Coconut water is a natural, healthy, and nutritious drink derived from the coconut tree, a permanent food staple and export crop in Sri Lanka.
Rich with various nutrients, minerals, vitamins, antioxidants, amino acids, enzymes, and growth hormones, Tender Coconut Water (TCW) is also a rich source of L-arginine, which is a free form of amino acid and vitamin C that can prevent heart disease and lipid peroxidation.(1)
TCW also reduces oxidative stress and improves antioxidant status. It improves mitochondria and protects against free radicals. Its refreshing taste, combined with these health benefits, has created an international demand for this product.
Much of the demand for TCW comes from the countries in the EU block as well as the UK, and the USA, where tender coconut water and its value-added version which include flavoured and fizzy TCW, are consumed as a hydrating sports drink.
The rising demand for coconut water is driven by the health benefits that it has to offer.
The rising market demand for coconut water-based products, including pasteurised TCW, sparkling coconut water, flavoured coconut water and pure coconut vinegar, has given rise to an industry that has optimised the use of a resource that has long gone to waste.
Sri Lankan coconut water-based product manufacturers combine a local resource with the latest packaging technology to supply pasteurised TCW in Tetra Pak with a longer shelf life to global and domestic consumers.
Produced using vacuum evaporation method, bulk concentrated coconut water is another form of TCW that is made in Sri Lanka. Concentrated to save the costs of transportation, the product is reconstituted with water at its destination when packed in consumer packaging. The frozen version of the concentrated coconut water has a very long shelf life when compared to the other forms of TCW based export products.
A good source of probiotics, coconut vinegar, is produced by the alcoholic fermentation of matured coconut water by adding sugar. A permanent fixture in local kitchen pure coconut vinegar and its organic version are popular exports from Sri Lanka.
Despite the abundance of many coconut water-based products in the export market, none matches the popularity of TCW as an all-natural electrolyte drink in the global market. Naturally rich with potassium, sodium, and manganese and low in sugar, bottled coconut water has only 46 calories per cup, and is a healthy alternative to sodas, juices and sports drinks.(8)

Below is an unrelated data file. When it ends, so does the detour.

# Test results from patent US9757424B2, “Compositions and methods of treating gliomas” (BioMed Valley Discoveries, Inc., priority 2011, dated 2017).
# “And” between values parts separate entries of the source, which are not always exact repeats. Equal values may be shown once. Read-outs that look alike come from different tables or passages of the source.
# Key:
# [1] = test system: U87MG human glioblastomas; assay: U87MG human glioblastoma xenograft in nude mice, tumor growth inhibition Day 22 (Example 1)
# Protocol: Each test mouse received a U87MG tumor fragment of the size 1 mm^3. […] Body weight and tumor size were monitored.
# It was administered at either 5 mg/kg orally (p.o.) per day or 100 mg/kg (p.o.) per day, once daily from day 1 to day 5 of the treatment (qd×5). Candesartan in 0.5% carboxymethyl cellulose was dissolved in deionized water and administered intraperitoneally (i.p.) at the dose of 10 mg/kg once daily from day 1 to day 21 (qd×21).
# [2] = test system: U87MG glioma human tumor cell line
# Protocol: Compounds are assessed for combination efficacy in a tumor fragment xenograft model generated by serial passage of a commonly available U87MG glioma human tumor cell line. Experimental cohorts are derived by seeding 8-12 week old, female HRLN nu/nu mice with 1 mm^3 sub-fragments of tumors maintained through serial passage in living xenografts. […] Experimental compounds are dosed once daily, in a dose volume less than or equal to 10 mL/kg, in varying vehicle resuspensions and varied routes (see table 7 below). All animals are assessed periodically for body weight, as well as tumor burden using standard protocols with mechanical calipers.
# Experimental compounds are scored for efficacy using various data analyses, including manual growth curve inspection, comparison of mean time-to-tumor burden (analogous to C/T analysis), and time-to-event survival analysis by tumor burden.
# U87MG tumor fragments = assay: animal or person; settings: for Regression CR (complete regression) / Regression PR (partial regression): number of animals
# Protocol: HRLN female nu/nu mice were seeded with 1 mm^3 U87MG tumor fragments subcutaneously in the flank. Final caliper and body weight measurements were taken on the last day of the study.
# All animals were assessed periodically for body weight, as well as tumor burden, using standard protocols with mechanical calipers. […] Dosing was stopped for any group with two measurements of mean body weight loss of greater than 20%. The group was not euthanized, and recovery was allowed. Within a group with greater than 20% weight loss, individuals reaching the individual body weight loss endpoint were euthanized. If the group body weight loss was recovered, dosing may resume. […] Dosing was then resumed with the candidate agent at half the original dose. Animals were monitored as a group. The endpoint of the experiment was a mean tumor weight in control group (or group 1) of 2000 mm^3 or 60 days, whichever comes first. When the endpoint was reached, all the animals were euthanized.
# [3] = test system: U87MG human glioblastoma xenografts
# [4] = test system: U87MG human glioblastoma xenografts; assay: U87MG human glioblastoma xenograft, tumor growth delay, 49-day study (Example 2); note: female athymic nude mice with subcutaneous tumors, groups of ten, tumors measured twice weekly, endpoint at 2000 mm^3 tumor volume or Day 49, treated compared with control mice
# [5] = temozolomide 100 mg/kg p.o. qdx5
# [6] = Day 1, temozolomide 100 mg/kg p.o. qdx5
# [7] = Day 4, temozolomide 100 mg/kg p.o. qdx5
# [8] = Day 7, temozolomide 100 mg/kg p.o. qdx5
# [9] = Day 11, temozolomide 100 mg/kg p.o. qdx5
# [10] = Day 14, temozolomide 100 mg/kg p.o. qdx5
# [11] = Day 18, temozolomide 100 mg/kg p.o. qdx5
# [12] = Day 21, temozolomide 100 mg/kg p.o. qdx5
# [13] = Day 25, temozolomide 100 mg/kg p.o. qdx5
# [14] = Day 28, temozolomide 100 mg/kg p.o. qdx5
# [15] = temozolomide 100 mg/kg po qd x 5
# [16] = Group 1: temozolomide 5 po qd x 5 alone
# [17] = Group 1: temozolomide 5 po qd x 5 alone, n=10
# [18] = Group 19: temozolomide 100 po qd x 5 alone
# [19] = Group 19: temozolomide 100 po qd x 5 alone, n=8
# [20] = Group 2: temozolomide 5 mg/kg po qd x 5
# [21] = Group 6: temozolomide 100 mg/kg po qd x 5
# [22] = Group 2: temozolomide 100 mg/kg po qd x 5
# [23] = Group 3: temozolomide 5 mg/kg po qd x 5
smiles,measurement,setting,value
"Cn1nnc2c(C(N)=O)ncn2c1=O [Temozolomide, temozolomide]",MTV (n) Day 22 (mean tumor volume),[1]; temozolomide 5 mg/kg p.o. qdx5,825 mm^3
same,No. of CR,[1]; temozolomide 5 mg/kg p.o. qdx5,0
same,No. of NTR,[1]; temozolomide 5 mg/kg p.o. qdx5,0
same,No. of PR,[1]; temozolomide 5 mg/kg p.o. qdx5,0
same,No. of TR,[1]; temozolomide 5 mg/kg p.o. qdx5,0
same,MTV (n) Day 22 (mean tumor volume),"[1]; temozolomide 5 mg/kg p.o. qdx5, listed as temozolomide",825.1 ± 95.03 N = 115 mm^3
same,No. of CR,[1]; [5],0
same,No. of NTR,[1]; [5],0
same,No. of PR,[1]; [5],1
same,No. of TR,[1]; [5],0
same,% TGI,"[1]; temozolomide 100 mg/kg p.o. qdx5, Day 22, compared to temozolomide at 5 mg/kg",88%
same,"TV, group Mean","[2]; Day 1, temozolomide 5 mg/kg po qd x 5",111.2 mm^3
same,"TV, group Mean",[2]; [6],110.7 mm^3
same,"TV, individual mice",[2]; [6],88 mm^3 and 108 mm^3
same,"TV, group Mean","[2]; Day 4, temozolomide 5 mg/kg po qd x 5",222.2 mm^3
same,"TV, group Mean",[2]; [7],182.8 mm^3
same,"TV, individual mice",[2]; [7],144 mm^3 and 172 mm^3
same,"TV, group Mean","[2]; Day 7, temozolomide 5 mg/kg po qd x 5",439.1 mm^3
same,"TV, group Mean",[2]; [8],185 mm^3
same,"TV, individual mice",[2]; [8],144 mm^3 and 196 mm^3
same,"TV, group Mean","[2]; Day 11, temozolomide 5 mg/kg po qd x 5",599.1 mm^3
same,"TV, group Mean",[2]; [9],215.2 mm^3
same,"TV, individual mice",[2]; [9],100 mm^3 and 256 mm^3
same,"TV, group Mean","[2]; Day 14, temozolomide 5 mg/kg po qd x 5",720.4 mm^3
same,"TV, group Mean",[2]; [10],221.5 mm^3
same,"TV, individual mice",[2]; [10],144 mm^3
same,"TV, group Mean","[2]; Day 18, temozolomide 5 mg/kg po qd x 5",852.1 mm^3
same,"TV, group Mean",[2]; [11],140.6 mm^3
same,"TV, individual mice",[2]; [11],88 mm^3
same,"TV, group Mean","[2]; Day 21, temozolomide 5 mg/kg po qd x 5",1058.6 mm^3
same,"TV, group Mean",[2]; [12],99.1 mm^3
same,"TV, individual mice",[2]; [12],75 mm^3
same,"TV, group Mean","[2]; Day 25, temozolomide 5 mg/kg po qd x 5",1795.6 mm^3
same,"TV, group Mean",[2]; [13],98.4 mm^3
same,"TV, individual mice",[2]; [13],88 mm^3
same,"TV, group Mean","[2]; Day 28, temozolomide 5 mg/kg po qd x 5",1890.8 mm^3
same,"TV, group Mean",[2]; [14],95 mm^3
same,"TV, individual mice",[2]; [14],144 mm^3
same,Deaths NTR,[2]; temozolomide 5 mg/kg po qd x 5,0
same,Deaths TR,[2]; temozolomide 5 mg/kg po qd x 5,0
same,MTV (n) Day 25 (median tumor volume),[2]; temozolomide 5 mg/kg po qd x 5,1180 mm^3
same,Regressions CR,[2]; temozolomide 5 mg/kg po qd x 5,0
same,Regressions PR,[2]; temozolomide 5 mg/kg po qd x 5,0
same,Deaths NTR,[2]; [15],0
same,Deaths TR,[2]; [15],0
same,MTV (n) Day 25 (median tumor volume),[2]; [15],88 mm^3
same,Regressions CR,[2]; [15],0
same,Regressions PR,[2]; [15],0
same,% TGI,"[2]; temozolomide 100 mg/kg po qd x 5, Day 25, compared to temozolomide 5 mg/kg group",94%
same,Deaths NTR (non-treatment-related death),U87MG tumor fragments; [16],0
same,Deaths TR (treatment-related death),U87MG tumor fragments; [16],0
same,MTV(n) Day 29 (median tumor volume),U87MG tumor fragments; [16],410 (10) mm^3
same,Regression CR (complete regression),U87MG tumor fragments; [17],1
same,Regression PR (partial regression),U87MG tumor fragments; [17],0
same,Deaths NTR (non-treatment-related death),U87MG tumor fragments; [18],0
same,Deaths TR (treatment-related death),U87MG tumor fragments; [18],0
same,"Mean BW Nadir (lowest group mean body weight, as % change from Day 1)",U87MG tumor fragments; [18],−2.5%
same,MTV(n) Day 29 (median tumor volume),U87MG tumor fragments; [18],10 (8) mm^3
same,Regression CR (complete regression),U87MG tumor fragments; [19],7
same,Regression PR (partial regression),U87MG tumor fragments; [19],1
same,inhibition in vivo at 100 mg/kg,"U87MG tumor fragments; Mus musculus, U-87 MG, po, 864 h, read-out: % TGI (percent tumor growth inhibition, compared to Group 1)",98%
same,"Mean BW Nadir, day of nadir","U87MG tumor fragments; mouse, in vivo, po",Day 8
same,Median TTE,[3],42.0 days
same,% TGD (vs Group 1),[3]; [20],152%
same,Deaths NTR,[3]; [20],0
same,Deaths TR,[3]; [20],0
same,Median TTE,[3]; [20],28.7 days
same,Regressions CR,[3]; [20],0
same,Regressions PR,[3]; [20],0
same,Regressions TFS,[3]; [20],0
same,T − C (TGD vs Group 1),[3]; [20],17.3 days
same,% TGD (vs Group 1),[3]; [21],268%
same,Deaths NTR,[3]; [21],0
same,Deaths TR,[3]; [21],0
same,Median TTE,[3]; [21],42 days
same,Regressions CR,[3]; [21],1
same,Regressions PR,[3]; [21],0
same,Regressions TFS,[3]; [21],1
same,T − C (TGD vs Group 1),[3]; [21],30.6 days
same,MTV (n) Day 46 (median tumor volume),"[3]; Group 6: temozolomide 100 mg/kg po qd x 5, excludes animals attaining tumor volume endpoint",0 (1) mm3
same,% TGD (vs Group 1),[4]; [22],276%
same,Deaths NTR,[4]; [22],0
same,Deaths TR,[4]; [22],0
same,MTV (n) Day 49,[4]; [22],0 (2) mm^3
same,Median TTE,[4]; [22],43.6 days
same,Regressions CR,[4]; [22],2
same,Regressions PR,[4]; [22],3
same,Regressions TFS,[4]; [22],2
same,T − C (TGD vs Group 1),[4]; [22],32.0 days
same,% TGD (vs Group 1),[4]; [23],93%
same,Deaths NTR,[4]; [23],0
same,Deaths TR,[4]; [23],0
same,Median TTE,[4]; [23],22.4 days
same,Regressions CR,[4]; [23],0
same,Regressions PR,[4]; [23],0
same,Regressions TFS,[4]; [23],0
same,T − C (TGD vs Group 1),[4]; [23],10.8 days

When addressing the demand, the suppliers have to follow precise specifications such as the flavour, colour, taste, and the BRIX level. The flavour of the coconut water may depend on the terroir, which makes certain varieties of coconut to contain more aromatic and sweeter water while the maturity of the coconut also affects the sweetness.
There is a growing global demand for TCW with high levels of Sorbitol that are clearer and transparent in colour. However, the duration of storage tends to have an impact on the turbidity or its cloudiness.
The BRIX level is the sugar content in the juice solution, which stands in between 3 and 7 degrees in natural coconut water. In concentrated coconut water, the BRIX level tends to be higher where it is usually between 30 to 60 degrees before dilution.(9)
While Sri Lanka has the potential to increase its global market share for water-based coconut products, it is essential to address the underlying issues that limit the local industry in achieving its industrial objectives.
The low yield of coconut plantations and the fast diminishing area of cultivated land are the two significant barriers faced by local coconut product exporters. Most of the traditional plantation lands show this shortage of resource due to reasons such as aggregated land fragmentation, presence of pests and diseased and extreme weather events. The scarcity of skilled labour within the industry is another major challenge faced by the industry. Most workers also have alternative income methods where the salaries are more attractive when compared to the coconut industry.